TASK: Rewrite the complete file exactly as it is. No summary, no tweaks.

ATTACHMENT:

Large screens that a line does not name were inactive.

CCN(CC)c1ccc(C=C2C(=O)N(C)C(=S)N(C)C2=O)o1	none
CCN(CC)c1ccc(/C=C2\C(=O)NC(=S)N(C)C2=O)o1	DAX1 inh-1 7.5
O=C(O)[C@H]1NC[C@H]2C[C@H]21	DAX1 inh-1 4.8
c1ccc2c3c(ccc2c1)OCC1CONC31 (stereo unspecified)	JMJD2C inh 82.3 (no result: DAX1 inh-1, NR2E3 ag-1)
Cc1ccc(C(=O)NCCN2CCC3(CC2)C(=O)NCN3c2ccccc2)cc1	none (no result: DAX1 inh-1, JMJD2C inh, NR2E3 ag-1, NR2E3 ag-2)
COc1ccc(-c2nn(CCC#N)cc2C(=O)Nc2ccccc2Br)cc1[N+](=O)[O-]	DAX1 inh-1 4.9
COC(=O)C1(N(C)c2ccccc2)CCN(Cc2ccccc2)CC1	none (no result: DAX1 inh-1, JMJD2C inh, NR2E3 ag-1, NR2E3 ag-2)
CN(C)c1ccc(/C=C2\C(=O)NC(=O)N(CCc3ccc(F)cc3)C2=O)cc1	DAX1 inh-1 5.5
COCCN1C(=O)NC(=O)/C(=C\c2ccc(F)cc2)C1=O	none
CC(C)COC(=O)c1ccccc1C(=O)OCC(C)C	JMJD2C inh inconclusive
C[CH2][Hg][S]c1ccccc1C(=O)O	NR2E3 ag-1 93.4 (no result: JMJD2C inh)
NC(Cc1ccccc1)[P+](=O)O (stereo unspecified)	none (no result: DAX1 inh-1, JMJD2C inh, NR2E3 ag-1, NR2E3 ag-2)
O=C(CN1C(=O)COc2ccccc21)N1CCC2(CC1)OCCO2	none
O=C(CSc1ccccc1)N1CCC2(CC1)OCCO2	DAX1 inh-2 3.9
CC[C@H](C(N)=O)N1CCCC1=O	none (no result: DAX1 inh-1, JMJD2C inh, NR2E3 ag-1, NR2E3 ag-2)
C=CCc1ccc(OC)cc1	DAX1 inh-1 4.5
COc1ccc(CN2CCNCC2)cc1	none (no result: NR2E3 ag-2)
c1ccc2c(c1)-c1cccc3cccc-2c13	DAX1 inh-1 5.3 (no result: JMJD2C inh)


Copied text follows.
Large screens that a line does not name were inactive.

CCN(CC)c1ccc(C=C2C(=O)N(C)C(=S)N(C)C2=O)o1	none
CCN(CC)c1ccc(/C=C2\C(=O)NC(=S)N(C)C2=O)o1	DAX1 inh-1 7.5
O=C(O)[C@H]1NC[C@H]2C[C@H]21	DAX1 inh-1 4.8
c1ccc2c3c(ccc2c1)OCC1CONC31 (stereo unspecified)	JMJD2C inh 82.3 (no result: DAX1 inh-1, NR2E3 ag-1)
Cc1ccc(C(=O)NCCN2CCC3(CC2)C(=O)NCN3c2ccccc2)cc1	none (no result: DAX1 inh-1, JMJD2C inh, NR2E3 ag-1, NR2E3 ag-2)
COc1ccc(-c2nn(CCC#N)cc2C(=O)Nc2ccccc2Br)cc1[N+](=O)[O-]	DAX1 inh-1 4.9
COC(=O)C1(N(C)c2ccccc2)CCN(Cc2ccccc2)CC1	none (no result: DAX1 inh-1, JMJD2C inh, NR2E3 ag-1, NR2E3 ag-2)
CN(C)c1ccc(/C=C2\C(=O)NC(=O)N(CCc3ccc(F)cc3)C2=O)cc1	DAX1 inh-1 5.5
COCCN1C(=O)NC(=O)/C(=C\c2ccc(F)cc2)C1=O	none
CC(C)COC(=O)c1ccccc1C(=O)OCC(C)C	JMJD2C inh inconclusive
C[CH2][Hg][S]c1ccccc1C(=O)O	NR2E3 ag-1 93.4 (no result: JMJD2C inh)
NC(Cc1ccccc1)[P+](=O)O (stereo unspecified)	none (no result: DAX1 inh-1, JMJD2C inh, NR2E3 ag-1, NR2E3 ag-2)
O=C(CN1C(=O)COc2ccccc21)N1CCC2(CC1)OCCO2	none
O=C(CSc1ccccc1)N1CCC2(CC1)OCCO2	DAX1 inh-2 3.9
CC[C@H](C(N)=O)N1CCCC1=O	none (no result: DAX1 inh-1, JMJD2C inh, NR2E3 ag-1, NR2E3 ag-2)
C=CCc1ccc(OC)cc1	DAX1 inh-1 4.5
COc1ccc(CN2CCNCC2)cc1	none (no result: NR2E3 ag-2)
c1ccc2c(c1)-c1cccc3cccc-2c13	DAX1 inh-1 5.3 (no result: JMJD2C inh)